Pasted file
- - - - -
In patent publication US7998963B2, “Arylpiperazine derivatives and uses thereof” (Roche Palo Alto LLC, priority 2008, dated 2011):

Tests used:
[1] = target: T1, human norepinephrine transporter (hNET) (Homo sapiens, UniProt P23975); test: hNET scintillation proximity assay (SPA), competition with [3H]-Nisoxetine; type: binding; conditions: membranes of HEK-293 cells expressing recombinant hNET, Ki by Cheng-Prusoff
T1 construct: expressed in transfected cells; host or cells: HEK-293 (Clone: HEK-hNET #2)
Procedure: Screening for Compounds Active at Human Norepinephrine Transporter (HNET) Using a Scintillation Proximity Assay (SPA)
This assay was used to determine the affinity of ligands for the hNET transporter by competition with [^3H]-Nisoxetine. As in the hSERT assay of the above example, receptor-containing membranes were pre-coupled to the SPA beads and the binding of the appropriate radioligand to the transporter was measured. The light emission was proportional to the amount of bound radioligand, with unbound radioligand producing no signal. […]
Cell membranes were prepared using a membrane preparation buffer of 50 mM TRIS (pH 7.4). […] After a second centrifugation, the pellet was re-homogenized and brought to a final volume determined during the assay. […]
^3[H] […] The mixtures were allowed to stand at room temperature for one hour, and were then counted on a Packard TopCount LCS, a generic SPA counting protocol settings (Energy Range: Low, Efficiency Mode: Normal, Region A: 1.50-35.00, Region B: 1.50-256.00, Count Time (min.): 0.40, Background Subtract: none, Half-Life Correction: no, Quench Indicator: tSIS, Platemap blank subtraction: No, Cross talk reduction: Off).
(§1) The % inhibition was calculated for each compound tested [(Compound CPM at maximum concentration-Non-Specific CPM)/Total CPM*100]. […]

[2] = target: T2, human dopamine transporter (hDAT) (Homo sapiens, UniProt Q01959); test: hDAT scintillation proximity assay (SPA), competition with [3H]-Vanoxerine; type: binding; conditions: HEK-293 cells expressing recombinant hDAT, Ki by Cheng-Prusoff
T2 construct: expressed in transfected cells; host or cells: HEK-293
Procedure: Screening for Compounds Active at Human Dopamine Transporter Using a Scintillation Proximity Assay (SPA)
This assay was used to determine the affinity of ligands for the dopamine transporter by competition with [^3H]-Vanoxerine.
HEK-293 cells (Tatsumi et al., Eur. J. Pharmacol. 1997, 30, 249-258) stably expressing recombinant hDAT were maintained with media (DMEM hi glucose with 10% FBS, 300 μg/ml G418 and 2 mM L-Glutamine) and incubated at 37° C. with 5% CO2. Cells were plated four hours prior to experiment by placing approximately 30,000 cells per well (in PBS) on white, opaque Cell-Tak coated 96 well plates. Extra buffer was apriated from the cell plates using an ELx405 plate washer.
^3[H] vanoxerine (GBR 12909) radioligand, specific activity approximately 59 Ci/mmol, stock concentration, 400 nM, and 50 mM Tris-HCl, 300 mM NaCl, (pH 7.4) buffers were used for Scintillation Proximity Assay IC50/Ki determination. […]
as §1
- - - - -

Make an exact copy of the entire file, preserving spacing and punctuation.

In patent publication US7998963B2, “Arylpiperazine derivatives and uses thereof” (Roche Palo Alto LLC, priority 2008, dated 2011):

Tests used:
[1] = target: T1, human norepinephrine transporter (hNET) (Homo sapiens, UniProt P23975); test: hNET scintillation proximity assay (SPA), competition with [3H]-Nisoxetine; type: binding; conditions: membranes of HEK-293 cells expressing recombinant hNET, Ki by Cheng-Prusoff
T1 construct: expressed in transfected cells; host or cells: HEK-293 (Clone: HEK-hNET #2)
Procedure: Screening for Compounds Active at Human Norepinephrine Transporter (HNET) Using a Scintillation Proximity Assay (SPA)
This assay was used to determine the affinity of ligands for the hNET transporter by competition with [^3H]-Nisoxetine. As in the hSERT assay of the above example, receptor-containing membranes were pre-coupled to the SPA beads and the binding of the appropriate radioligand to the transporter was measured. The light emission was proportional to the amount of bound radioligand, with unbound radioligand producing no signal. […]
Cell membranes were prepared using a membrane preparation buffer of 50 mM TRIS (pH 7.4). […] After a second centrifugation, the pellet was re-homogenized and brought to a final volume determined during the assay. […]
^3[H] […] The mixtures were allowed to stand at room temperature for one hour, and were then counted on a Packard TopCount LCS, a generic SPA counting protocol settings (Energy Range: Low, Efficiency Mode: Normal, Region A: 1.50-35.00, Region B: 1.50-256.00, Count Time (min.): 0.40, Background Subtract: none, Half-Life Correction: no, Quench Indicator: tSIS, Platemap blank subtraction: No, Cross talk reduction: Off).
(§1) The % inhibition was calculated for each compound tested [(Compound CPM at maximum concentration-Non-Specific CPM)/Total CPM*100]. […]

[2] = target: T2, human dopamine transporter (hDAT) (Homo sapiens, UniProt Q01959); test: hDAT scintillation proximity assay (SPA), competition with [3H]-Vanoxerine; type: binding; conditions: HEK-293 cells expressing recombinant hDAT, Ki by Cheng-Prusoff
T2 construct: expressed in transfected cells; host or cells: HEK-293
Procedure: Screening for Compounds Active at Human Dopamine Transporter Using a Scintillation Proximity Assay (SPA)
This assay was used to determine the affinity of ligands for the dopamine transporter by competition with [^3H]-Vanoxerine.
HEK-293 cells (Tatsumi et al., Eur. J. Pharmacol. 1997, 30, 249-258) stably expressing recombinant hDAT were maintained with media (DMEM hi glucose with 10% FBS, 300 μg/ml G418 and 2 mM L-Glutamine) and incubated at 37° C. with 5% CO2. Cells were plated four hours prior to experiment by placing approximately 30,000 cells per well (in PBS) on white, opaque Cell-Tak coated 96 well plates. Extra buffer was apriated from the cell plates using an ELx405 plate washer.
^3[H] vanoxerine (GBR 12909) radioligand, specific activity approximately 59 Ci/mmol, stock concentration, 400 nM, and 50 mM Tris-HCl, 300 mM NaCl, (pH 7.4) buffers were used for Scintillation Proximity Assay IC50/Ki determination. […]
as §1